We ate at Yellow cab after the concert. It was walking distance from the theater, but by the time we finished eating, my co-teacher from ChE and I found out that the main gate of the meralco compound was already closed (it was almost 12am). We had to walk around the compound all the way near Medical City just to get inside where manong was parked. Haha. The wind was chilly already, but it was a nice walk nonetheless. :)

Thank you friends! It was great seeing you again!

group trio

*pictures from Mario N.

The Gift of Healing & Stability

The Reiki Workshop was very timely because I had cough and colds for the past few days. I’ve attended some of the meditation classes of Teacher Sarah Salcedo-Rubin in White Space and Papa also attended her Reiki Healing Level 1 Workshop before. I’ve heard my parents tell me since I was young that I probably have “healing hands” like Papa (I think Uwa has it, too). So I finally decided to try Reiki.

Teacher Sarah started the class by making us pick one card from a deck of Angel Cards and when I saw mine, I smiled. Angel and Tarot cards have never failed me so far (this is just the third time I encountered them, though). The card read, “Compassion.” For me, it’s a reminder to be compassionate not only to my students, but also to myself this semester. I have to always remember to take care of myself (to avoid being sick again among other things!) before taking care of others. I think it is also a reminder to show compassion to my students who are currently involved in a case in the college.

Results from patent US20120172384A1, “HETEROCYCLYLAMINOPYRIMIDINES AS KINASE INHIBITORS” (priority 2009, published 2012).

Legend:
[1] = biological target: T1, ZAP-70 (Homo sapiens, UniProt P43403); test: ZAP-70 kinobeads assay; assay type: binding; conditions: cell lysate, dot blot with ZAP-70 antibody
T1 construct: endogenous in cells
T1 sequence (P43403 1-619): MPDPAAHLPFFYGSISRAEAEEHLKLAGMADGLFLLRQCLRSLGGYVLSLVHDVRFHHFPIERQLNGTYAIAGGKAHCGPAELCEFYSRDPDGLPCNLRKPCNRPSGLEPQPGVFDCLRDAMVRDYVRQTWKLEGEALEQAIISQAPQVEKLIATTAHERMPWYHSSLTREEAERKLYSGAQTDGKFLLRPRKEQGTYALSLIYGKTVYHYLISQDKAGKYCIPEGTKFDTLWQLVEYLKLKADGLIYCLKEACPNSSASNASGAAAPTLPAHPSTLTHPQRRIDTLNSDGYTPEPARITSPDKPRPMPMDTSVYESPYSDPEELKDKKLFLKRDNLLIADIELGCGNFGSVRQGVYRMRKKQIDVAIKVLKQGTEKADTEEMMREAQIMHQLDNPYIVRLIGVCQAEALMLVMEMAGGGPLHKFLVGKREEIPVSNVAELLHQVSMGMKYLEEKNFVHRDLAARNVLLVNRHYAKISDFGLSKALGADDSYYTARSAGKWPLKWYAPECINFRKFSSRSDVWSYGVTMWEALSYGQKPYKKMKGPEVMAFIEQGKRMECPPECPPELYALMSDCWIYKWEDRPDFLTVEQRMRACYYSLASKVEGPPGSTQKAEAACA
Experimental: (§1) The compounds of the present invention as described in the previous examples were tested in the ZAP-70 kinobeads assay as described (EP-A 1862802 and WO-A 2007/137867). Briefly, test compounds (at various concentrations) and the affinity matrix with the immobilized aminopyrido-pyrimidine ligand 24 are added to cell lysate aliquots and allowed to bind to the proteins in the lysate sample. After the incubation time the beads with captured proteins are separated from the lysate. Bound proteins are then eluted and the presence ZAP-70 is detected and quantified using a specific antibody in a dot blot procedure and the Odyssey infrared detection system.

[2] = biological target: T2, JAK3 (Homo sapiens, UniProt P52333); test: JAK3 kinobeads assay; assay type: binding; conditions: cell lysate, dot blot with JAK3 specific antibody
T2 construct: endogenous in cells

If I should remember only one thing from Teacher Sarah, it is that nothing happens by coincidence. Everything is synchronized. True enough, even though the group of eight in that day’s workshop came from diverse backgrounds (interior design, marketing, engineering, philosophy, etc.), I was able to meet someone who is connected to Father Javy and Isla Culion! Imagine that? Law of attraction at work! :P

I won’t delve too much in the workshop details (that deserves a blog entry of its own). But I do want to share another fascinating experience. Before we ended the workshop, Teacher Sarah asked for our birthdays one-by-one for our Numerology reading. It was optional, but I was curious! When I said my birthday, they were surprised and the group greeted me (thank you!). Ms. Sarah calculated my year and she said that 2015 is my Year 4: a year of stability.

“Whatever you start in the (coming) days will last a long, long time.” 

Seems like a good sign since I started an SL research proposal exactly on my birthday. Let us hope for the best. :)